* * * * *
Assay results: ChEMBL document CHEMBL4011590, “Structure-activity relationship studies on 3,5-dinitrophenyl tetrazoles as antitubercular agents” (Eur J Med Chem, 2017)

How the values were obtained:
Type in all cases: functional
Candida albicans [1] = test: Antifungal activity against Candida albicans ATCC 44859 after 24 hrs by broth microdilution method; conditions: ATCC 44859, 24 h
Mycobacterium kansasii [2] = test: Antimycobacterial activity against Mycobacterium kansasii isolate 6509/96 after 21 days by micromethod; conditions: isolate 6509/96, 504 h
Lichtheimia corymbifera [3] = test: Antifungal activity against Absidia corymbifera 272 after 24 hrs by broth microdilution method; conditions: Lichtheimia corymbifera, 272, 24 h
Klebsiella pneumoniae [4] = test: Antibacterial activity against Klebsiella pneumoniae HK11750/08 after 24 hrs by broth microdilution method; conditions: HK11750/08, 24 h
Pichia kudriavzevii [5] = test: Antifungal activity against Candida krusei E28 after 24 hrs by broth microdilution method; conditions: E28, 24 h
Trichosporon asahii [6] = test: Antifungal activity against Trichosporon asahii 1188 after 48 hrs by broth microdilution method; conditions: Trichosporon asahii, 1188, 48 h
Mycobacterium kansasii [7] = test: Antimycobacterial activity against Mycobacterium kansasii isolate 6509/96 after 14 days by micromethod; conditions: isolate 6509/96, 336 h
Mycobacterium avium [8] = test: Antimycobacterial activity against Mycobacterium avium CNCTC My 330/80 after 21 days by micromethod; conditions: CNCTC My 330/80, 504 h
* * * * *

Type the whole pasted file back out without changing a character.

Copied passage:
Assay results: ChEMBL document CHEMBL4011590, “Structure-activity relationship studies on 3,5-dinitrophenyl tetrazoles as antitubercular agents” (Eur J Med Chem, 2017)

How the values were obtained:
Type in all cases: functional
Candida albicans [1] = test: Antifungal activity against Candida albicans ATCC 44859 after 24 hrs by broth microdilution method; conditions: ATCC 44859, 24 h
Mycobacterium kansasii [2] = test: Antimycobacterial activity against Mycobacterium kansasii isolate 6509/96 after 21 days by micromethod; conditions: isolate 6509/96, 504 h
Lichtheimia corymbifera [3] = test: Antifungal activity against Absidia corymbifera 272 after 24 hrs by broth microdilution method; conditions: Lichtheimia corymbifera, 272, 24 h
Klebsiella pneumoniae [4] = test: Antibacterial activity against Klebsiella pneumoniae HK11750/08 after 24 hrs by broth microdilution method; conditions: HK11750/08, 24 h
Pichia kudriavzevii [5] = test: Antifungal activity against Candida krusei E28 after 24 hrs by broth microdilution method; conditions: E28, 24 h
Trichosporon asahii [6] = test: Antifungal activity against Trichosporon asahii 1188 after 48 hrs by broth microdilution method; conditions: Trichosporon asahii, 1188, 48 h
Mycobacterium kansasii [7] = test: Antimycobacterial activity against Mycobacterium kansasii isolate 6509/96 after 14 days by micromethod; conditions: isolate 6509/96, 336 h
Mycobacterium avium [8] = test: Antimycobacterial activity against Mycobacterium avium CNCTC My 330/80 after 21 days by micromethod; conditions: CNCTC My 330/80, 504 h